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Common Frog Common Frog - Credit: Whitfield Benson

Other Reptiles & Amphibians of the Dales

Grass snake

Natrix natrix

Grass snakes may be seen basking in sheltered sunny places on mild and sunny days after rain from March or April until the beginning of October. Look out for them in woodland glades or embankments not far from water. They are Britain’s longest snake growing to about 1 metre.

Grass snakes are widespread in England and Wales and absent from some parts of northern England, most of Scotland and Ireland. They are known to be present in the south-east of Yorkshire Dales National Park but are rarely seen. This species is a UK priority species and in 2010 became a priority species for the Yorkshire Dales National Park.

Common Lizard

Zootoca vivipara

Lizards are often the first of the reptiles out of hibernation in the Spring. They may be seen basking in sheltered, sunny places like footpaths on mild, sunny days after rain from early spring until the beginning of October. The colouration of common lizards is variable but mainly shades of green and brown with light and dark coloured spots lines or flecks.

The common lizard, is thought to be widespread throughout the country, living in heathland and grassland habitats. In the Yorkshire Dales National Park this species is thought to be widespread but not common. However, nationally its numbers are declining due to habitat loss.



Anguis fragilis

The slow worm, is a legless lizard and looks like a small, shiny, metallic-looking snake. This species is relatively common throughout England, Wales and Scotland favouring mature tussocky grasslands on sunny banks.

Nationally slow worm populations are declining due to habitat loss and it has been a UK priority species since 2007. In the Yorkshire Dales National Park this species it thought to be uncommon but due to a shortage of trained surveyors its current distribution and status in the National Park is unknown. Areas where it has been formally recorded include Wharfedale and Arkengarthdale. In 2010, the slow worm became a Yorkshire Dales National Park priority species.

Common Frog

Rana temporaria

Common frogs are native to the UK and can be found in a wide range of habitats throughout the Dales.

Frogs need shallow water bodies to breed in and will use anything from puddles to ponds and lakes.

Frogs can be identified both by how they look and how they move.  Frogs jump rather than walking (as toads (Bufo bufo) do) and they have smooth, pale green/yellow skin (though there are other colours,) stripes on their hind legs, dark patches behind their eyes which have a horizontal pupil.  Frogs eat invertebrates on land and in the water.

Common frogs are in decline across their range including the Yorkshire Dales and this is fundamentally due to habitat loss and a reduction in habitat quality as well as the emergence of new diseases.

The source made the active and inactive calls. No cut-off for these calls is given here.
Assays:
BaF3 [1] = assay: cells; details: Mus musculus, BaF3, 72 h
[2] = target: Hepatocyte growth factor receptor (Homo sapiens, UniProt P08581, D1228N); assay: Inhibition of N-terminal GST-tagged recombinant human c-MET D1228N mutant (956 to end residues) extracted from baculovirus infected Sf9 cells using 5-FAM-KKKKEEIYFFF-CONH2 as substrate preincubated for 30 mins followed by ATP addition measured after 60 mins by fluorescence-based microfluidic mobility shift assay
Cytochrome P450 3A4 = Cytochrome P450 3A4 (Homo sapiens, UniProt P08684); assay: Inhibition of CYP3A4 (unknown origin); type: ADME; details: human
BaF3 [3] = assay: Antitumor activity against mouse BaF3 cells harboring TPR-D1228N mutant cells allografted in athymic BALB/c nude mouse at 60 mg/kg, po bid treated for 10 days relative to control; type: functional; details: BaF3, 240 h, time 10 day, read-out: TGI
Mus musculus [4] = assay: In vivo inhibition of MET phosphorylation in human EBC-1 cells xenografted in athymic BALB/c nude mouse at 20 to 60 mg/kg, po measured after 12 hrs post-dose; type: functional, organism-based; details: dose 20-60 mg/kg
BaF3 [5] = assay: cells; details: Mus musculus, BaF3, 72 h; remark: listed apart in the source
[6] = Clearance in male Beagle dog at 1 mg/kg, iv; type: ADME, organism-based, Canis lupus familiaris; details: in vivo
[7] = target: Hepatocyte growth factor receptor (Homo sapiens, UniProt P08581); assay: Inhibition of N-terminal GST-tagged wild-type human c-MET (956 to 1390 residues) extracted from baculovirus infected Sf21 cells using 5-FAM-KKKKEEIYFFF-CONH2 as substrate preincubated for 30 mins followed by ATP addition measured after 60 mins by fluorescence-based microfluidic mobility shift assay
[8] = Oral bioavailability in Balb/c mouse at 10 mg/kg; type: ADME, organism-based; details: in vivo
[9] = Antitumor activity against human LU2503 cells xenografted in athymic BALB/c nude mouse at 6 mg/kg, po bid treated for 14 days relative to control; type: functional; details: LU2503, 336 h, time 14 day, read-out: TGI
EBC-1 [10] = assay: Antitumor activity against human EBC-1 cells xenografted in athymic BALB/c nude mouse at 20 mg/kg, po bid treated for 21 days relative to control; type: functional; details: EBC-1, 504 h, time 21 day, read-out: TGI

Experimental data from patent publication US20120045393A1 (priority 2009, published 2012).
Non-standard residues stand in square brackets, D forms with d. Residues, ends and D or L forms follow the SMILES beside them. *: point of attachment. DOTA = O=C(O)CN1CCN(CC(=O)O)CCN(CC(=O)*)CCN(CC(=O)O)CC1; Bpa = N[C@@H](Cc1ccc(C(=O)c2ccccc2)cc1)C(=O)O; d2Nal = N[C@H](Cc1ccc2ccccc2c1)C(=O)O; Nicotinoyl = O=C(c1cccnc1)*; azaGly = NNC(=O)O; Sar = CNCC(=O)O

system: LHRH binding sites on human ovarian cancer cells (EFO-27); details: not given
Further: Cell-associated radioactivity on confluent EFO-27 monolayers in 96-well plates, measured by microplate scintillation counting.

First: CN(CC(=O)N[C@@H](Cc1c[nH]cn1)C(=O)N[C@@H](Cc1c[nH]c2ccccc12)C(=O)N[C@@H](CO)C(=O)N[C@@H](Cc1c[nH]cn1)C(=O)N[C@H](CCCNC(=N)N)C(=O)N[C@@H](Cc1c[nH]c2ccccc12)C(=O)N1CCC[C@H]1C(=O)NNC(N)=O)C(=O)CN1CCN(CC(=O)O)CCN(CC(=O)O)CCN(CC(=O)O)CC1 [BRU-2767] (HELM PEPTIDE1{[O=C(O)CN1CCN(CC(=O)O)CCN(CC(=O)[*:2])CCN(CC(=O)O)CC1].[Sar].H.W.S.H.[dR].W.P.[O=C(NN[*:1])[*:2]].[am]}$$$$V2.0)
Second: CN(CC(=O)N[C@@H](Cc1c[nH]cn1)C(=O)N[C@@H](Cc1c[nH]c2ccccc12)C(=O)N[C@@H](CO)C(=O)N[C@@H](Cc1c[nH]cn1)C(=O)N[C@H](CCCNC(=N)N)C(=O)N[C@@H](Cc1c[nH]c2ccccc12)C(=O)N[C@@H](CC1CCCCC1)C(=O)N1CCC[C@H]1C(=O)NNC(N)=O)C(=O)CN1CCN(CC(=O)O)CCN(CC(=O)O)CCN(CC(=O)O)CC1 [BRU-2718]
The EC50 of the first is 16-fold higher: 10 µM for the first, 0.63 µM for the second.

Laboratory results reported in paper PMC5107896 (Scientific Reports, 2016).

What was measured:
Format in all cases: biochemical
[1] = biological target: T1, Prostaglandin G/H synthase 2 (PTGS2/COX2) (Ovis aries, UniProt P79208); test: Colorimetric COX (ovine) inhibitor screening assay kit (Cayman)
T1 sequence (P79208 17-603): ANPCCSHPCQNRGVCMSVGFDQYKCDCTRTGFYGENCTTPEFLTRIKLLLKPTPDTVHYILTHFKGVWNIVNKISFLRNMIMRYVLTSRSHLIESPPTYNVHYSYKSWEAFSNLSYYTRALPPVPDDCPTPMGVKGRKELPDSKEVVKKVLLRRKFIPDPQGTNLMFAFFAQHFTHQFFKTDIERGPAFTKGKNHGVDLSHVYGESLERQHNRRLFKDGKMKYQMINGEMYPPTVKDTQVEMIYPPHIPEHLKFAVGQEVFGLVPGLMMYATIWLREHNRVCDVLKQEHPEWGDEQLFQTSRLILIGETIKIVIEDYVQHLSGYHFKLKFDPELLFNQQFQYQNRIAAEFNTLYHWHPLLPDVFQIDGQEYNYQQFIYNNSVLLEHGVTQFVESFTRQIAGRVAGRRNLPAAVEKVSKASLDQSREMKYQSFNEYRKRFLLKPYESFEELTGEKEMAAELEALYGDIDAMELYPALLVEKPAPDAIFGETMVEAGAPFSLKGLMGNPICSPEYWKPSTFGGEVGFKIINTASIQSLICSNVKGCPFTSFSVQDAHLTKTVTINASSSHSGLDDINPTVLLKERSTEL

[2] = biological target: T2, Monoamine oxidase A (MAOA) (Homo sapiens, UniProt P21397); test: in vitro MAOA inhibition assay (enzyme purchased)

Palmate Newt

Triturus helveticus

The palmate newt at 9cm’s long is only slightly smaller than the smooth newt (Lissotriton vulgaris).  The two species are very similar so pay careful attention to the identification features; palmate newts have spots on their throats whereas smooth newts don’t.

The palmate newt is native to Britain but is more patchily distributed than the smooth newt as it prefers shallow ponds in areas of acidic soil.  Moorland, bogs and heathland are the most often used habitats and the palmate newt is adapted to these habitats by being more tolerant of dry conditions than the smooth newt.

Palmate newts lay their eggs on aquatic plants in the shallow, acidic ponds in spring and by late summer both adults and young newts emerge to spend the autumn and winter on land – invertebrates are fed on throughout the year.

The main driver in the decline of the palmate newt is habitat destruction and degradation.

Smooth Newt

Lissotriton vulgaris

The smooth newt is about 10cm’s long and is the most widespread newt we have in the UK.  The smooth newt can be easily confused with the slightly smaller palmate newt (Lissotriton helveticus) so careful attention should be paid to identification features as well as habitat.  Smooth newts do not have spots on their throats whereas palmate newts do.

Native to Britain the smooth newt needs damp areas of habitat where it finds invertebrates to eat.

The smooth newt lays its eggs on the leaves of aquatic plants and the larvae (tadpoles) live in the ponds before leaving them in the summer.

Adults spend over half the year in land based habitats wherever conditions are suitable.

The most significant threats to the smooth newt are habitat loss and fragmentation of the remaining habitat preventing the animals from moving through the landscape.